The photo above clearly shows the advantage of the FI27Q’s AAS-IPS panel over regular IPS. It has some of the best off-axis quality we’ve ever seen from an LCD monitor. The light reduction at 45 degrees to the sides is only around 20%, and there is no visible color shift. We’ve never said that before!
Though few will view their monitors from 45 degrees above, that photo looks better than any other as well. Brightness dropped by around 40%, and there was a slight change to reddish green. If viewing angles are important in your purchase decision, the FI27Q has our top recommendation.
To learn how we measure screen uniformity, click here.
Our FI27Q sample had some of the best screen uniformity we’ve measured to date. 6.08% is practically nothing relative to what we usually measure. There were neither visible hotspots nor bleed or glow. We don’t know if AAS technology is the reason, but we do know that screen uniformity is sometimes a weak spot for IPS screens. This one has no issue whatsoever.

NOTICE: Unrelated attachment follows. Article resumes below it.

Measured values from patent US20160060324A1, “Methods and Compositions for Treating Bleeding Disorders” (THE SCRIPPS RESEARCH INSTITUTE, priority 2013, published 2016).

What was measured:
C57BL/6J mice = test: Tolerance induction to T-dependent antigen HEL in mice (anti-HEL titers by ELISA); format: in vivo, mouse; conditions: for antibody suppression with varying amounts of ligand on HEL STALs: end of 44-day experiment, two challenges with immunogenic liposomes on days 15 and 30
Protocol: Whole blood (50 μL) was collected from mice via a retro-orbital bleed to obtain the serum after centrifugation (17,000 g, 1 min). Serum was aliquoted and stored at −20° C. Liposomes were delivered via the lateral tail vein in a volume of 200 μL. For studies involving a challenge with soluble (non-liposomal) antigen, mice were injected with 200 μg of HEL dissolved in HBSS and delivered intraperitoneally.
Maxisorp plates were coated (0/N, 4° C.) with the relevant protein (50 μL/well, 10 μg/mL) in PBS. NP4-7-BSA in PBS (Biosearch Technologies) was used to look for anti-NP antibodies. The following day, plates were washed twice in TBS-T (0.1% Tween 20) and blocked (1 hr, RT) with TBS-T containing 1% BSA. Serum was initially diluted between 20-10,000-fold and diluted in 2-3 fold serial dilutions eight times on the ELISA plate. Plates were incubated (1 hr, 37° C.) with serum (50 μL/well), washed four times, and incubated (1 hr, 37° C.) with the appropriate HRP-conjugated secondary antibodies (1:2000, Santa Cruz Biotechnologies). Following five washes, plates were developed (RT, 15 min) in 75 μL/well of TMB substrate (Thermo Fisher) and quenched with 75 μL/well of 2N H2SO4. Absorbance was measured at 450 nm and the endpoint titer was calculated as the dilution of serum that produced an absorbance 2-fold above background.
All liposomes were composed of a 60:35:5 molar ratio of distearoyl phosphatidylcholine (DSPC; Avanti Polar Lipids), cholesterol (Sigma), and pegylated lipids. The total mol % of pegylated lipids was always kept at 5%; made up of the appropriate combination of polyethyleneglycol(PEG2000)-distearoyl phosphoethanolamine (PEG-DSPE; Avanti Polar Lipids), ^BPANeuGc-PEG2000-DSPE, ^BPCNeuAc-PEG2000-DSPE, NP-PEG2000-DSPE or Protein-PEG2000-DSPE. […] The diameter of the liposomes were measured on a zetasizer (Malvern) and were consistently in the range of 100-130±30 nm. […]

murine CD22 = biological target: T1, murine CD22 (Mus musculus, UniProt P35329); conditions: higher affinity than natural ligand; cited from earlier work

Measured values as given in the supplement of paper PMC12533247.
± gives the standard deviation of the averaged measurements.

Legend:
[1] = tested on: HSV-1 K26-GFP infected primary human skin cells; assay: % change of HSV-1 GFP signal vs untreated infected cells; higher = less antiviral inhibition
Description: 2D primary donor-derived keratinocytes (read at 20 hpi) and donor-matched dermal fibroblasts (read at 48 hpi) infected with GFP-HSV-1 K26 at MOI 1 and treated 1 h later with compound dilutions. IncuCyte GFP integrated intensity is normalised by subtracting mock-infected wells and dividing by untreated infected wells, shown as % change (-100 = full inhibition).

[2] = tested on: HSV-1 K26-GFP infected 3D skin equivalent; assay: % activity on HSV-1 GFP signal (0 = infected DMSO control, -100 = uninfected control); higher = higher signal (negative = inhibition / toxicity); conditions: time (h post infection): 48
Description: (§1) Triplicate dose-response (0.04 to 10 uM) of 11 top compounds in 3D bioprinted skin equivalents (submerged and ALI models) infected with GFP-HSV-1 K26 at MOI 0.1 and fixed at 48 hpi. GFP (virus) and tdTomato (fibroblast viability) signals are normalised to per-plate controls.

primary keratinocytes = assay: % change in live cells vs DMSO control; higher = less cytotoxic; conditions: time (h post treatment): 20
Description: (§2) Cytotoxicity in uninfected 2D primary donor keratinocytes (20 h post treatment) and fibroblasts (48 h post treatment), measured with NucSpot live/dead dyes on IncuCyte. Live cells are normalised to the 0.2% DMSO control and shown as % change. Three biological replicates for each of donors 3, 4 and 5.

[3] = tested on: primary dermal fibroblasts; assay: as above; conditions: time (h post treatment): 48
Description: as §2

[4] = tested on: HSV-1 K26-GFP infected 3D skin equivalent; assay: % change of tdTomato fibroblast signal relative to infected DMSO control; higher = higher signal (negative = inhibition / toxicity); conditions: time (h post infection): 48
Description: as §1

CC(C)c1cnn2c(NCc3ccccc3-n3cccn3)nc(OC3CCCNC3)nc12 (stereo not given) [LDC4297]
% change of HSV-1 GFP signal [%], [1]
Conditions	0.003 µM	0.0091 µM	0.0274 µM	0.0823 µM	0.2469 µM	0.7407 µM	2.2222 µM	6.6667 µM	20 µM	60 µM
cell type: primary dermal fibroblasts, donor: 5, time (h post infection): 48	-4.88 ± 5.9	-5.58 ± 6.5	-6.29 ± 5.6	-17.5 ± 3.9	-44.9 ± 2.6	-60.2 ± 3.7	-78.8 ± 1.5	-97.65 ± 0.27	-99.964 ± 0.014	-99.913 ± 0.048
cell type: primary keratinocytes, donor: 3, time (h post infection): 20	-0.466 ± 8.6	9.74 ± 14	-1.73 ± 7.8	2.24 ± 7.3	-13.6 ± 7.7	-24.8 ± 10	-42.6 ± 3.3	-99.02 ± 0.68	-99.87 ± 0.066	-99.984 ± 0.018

Pixel Response and Input Lag
Click here to read up on our pixel response and input lag testing procedures.
Since the FI27Q is a gaming monitor, this test is perhaps the most important. Running at 165Hz with overdrive on its middle setting produces a draw time of just 6ms. Obviously, 7ms is a more typical score for both 144 Hz and 165 Hz monitors. Though no one will perceive a 1ms difference, it’s a point in the FI27Q’s favor nonetheless.
Total input lag is quite low at just 26ms, which puts it on par with the other two 165 Hz panels here. While it won’t quite deliver the response of a 240 Hz monitor, it promises performance more than adequate for the vast majority of gaming enthusiasts.
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